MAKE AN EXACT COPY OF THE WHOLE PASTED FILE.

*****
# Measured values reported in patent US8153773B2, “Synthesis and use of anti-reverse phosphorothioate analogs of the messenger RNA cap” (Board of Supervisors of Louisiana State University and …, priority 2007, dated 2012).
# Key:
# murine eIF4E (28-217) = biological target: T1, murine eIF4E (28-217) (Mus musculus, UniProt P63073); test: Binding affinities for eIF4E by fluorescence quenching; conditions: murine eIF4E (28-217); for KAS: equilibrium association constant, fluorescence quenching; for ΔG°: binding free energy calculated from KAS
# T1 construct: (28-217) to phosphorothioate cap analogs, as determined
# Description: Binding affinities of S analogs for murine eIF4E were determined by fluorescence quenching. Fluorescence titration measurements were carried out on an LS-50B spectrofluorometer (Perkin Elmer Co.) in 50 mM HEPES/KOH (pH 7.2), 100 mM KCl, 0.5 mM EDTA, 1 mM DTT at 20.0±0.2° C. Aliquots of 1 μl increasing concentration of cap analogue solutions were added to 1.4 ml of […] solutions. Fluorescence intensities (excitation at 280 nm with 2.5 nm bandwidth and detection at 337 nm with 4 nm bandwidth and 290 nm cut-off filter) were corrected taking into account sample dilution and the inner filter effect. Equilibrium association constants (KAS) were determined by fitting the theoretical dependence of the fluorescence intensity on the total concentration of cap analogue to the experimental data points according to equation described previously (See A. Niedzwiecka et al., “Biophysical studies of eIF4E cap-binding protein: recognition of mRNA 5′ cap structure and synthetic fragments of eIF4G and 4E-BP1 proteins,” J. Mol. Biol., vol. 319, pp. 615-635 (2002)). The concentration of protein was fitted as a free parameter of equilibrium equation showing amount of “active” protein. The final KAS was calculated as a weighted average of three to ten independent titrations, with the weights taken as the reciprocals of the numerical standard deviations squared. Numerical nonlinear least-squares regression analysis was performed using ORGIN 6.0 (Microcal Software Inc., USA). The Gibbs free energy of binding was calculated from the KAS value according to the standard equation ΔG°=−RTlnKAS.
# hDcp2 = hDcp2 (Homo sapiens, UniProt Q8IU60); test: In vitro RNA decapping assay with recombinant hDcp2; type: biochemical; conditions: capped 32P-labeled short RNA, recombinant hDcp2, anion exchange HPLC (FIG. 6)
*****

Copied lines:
# Measured values reported in patent US8153773B2, “Synthesis and use of anti-reverse phosphorothioate analogs of the messenger RNA cap” (Board of Supervisors of Louisiana State University and …, priority 2007, dated 2012).
# Key:
# murine eIF4E (28-217) = biological target: T1, murine eIF4E (28-217) (Mus musculus, UniProt P63073); test: Binding affinities for eIF4E by fluorescence quenching; conditions: murine eIF4E (28-217); for KAS: equilibrium association constant, fluorescence quenching; for ΔG°: binding free energy calculated from KAS
# T1 construct: (28-217) to phosphorothioate cap analogs, as determined
# Description: Binding affinities of S analogs for murine eIF4E were determined by fluorescence quenching. Fluorescence titration measurements were carried out on an LS-50B spectrofluorometer (Perkin Elmer Co.) in 50 mM HEPES/KOH (pH 7.2), 100 mM KCl, 0.5 mM EDTA, 1 mM DTT at 20.0±0.2° C. Aliquots of 1 μl increasing concentration of cap analogue solutions were added to 1.4 ml of […] solutions. Fluorescence intensities (excitation at 280 nm with 2.5 nm bandwidth and detection at 337 nm with 4 nm bandwidth and 290 nm cut-off filter) were corrected taking into account sample dilution and the inner filter effect. Equilibrium association constants (KAS) were determined by fitting the theoretical dependence of the fluorescence intensity on the total concentration of cap analogue to the experimental data points according to equation described previously (See A. Niedzwiecka et al., “Biophysical studies of eIF4E cap-binding protein: recognition of mRNA 5′ cap structure and synthetic fragments of eIF4G and 4E-BP1 proteins,” J. Mol. Biol., vol. 319, pp. 615-635 (2002)). The concentration of protein was fitted as a free parameter of equilibrium equation showing amount of “active” protein. The final KAS was calculated as a weighted average of three to ten independent titrations, with the weights taken as the reciprocals of the numerical standard deviations squared. Numerical nonlinear least-squares regression analysis was performed using ORGIN 6.0 (Microcal Software Inc., USA). The Gibbs free energy of binding was calculated from the KAS value according to the standard equation ΔG°=−RTlnKAS.
# hDcp2 = hDcp2 (Homo sapiens, UniProt Q8IU60); test: In vitro RNA decapping assay with recombinant hDcp2; type: biochemical; conditions: capped 32P-labeled short RNA, recombinant hDcp2, anion exchange HPLC (FIG. 6)